A great deal of the novel’s success, and IMO, A Pleasure and A Calling is brilliantly conceived and perfect in its execution, comes from the well-realized creation of Heming. Author Phil Hogan slips into Heming’s skin seamlessly, and Heming’s voice and skewed vision never slips. But another large part of the novel’s success is also established through the novel’s black humour–Heming’s tone of reasonableness & logic. This is particularly true when Heming is describing the foibles of his customers, and it’s here we see author Phil Hogan’s seductively, skillful technique as he takes us into Heming’s sick mind, and we find ourselves uncomfortably agreeing with Heming’s observations and opinions. Here he is complaining about the Cooksons–a particularly difficult married couple who’ve listed their property for sale:
I’d lost count of the properties the Cooksons themselves had walked away from at the eleventh hour–upscale dwellings that ticked every box on an evolving wish list that had taken the three of us out to look at converted windmills and maltings, a superior Georgian townhouse on the square, a riverside apartment with long views and finished in oak and granite, a wool merchant’s cottage with sizeable vegetable garden out towards Wodestringham. The paths of the couple’s individual whims–hers, at any moment, for a circle of yews, his for an authentic chef’s kitchen with wine cellar–rarely crossed. If one light went on, another went off. You saw them bickering quietly in their car. Once I heard Mrs Cookson refer to me as ‘that fucking creep, Heming,’ which seemed a little severe, though in the circumstances–I was lurking in a recess on the landing directly below them as them stood disagreeing about the aesthetic merits of porthole-style windows–I suppose she was right.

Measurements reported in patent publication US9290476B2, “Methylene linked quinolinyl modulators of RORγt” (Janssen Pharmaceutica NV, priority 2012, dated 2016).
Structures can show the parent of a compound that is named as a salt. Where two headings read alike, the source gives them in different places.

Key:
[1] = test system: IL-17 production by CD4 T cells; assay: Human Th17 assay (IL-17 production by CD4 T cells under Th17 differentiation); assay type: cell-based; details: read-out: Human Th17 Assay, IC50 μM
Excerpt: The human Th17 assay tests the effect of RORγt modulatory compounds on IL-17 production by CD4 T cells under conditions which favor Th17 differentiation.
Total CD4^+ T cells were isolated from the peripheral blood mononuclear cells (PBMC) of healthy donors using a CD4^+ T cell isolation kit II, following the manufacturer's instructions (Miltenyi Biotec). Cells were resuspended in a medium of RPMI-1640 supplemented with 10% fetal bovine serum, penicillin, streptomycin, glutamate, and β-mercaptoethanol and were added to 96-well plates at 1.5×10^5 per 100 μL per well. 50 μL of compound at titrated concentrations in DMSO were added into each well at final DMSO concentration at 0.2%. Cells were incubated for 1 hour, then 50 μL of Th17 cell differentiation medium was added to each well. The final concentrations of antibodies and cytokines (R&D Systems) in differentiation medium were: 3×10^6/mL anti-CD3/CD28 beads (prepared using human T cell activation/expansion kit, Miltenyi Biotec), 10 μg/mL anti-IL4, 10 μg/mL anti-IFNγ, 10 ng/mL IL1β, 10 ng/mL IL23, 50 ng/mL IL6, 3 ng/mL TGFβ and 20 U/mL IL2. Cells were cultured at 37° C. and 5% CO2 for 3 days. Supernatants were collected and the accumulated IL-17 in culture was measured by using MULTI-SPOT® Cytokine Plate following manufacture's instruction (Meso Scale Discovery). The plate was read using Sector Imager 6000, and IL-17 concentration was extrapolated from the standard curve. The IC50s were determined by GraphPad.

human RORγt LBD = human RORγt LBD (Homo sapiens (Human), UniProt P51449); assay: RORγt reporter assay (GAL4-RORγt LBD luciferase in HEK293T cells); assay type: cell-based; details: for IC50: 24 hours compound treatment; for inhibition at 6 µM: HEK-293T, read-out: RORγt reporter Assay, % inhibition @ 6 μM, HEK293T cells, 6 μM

In Heming, author Phil Hogan brilliantly creates an unforgettable character–a man who’s developed his childhood sneakiness and ‘invisibility’ in order to wreak havoc on those who offend him or who cross him in some way, and as the narrative continues, the mask of Heming as a do-gooder, the guardian angel of his town slips and the true monster underneath is revealed through key events in his childhood, his adolescence and his present. It’s clear that Heming’s life could have taken a rocky path to social failure but for the (un)fortunate circumstance of stumbling upon the very job that automatically grants him trust and allows him unfettered, unlimited access to people’s private lives.